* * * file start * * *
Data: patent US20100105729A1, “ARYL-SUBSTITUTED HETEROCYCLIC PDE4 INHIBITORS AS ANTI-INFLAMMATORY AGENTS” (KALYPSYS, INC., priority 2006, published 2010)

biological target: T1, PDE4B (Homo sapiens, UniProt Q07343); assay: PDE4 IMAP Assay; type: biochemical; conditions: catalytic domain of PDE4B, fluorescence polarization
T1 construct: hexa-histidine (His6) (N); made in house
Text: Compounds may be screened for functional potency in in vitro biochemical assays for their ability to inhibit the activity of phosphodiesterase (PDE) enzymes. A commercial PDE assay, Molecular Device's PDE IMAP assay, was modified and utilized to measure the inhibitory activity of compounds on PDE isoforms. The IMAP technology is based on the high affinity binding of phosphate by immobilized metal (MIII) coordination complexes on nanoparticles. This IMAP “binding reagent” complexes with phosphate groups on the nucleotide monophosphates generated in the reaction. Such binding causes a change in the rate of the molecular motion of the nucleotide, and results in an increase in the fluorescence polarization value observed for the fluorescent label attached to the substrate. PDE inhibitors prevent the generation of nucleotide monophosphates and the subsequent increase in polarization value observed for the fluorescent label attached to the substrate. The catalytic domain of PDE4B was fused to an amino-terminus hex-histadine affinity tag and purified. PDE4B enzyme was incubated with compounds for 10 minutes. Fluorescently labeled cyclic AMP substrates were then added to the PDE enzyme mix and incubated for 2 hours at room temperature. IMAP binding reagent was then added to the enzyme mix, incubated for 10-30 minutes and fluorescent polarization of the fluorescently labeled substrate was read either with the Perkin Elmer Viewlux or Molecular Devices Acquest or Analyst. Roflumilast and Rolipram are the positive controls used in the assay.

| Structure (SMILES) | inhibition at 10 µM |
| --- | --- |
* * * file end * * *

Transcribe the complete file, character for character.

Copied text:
Data: patent US20100105729A1, “ARYL-SUBSTITUTED HETEROCYCLIC PDE4 INHIBITORS AS ANTI-INFLAMMATORY AGENTS” (KALYPSYS, INC., priority 2006, published 2010)

biological target: T1, PDE4B (Homo sapiens, UniProt Q07343); assay: PDE4 IMAP Assay; type: biochemical; conditions: catalytic domain of PDE4B, fluorescence polarization
T1 construct: hexa-histidine (His6) (N); made in house
Text: Compounds may be screened for functional potency in in vitro biochemical assays for their ability to inhibit the activity of phosphodiesterase (PDE) enzymes. A commercial PDE assay, Molecular Device's PDE IMAP assay, was modified and utilized to measure the inhibitory activity of compounds on PDE isoforms. The IMAP technology is based on the high affinity binding of phosphate by immobilized metal (MIII) coordination complexes on nanoparticles. This IMAP “binding reagent” complexes with phosphate groups on the nucleotide monophosphates generated in the reaction. Such binding causes a change in the rate of the molecular motion of the nucleotide, and results in an increase in the fluorescence polarization value observed for the fluorescent label attached to the substrate. PDE inhibitors prevent the generation of nucleotide monophosphates and the subsequent increase in polarization value observed for the fluorescent label attached to the substrate. The catalytic domain of PDE4B was fused to an amino-terminus hex-histadine affinity tag and purified. PDE4B enzyme was incubated with compounds for 10 minutes. Fluorescently labeled cyclic AMP substrates were then added to the PDE enzyme mix and incubated for 2 hours at room temperature. IMAP binding reagent was then added to the enzyme mix, incubated for 10-30 minutes and fluorescent polarization of the fluorescently labeled substrate was read either with the Perkin Elmer Viewlux or Molecular Devices Acquest or Analyst. Roflumilast and Rolipram are the positive controls used in the assay.

| Structure (SMILES) | inhibition at 10 µM |
| --- | --- |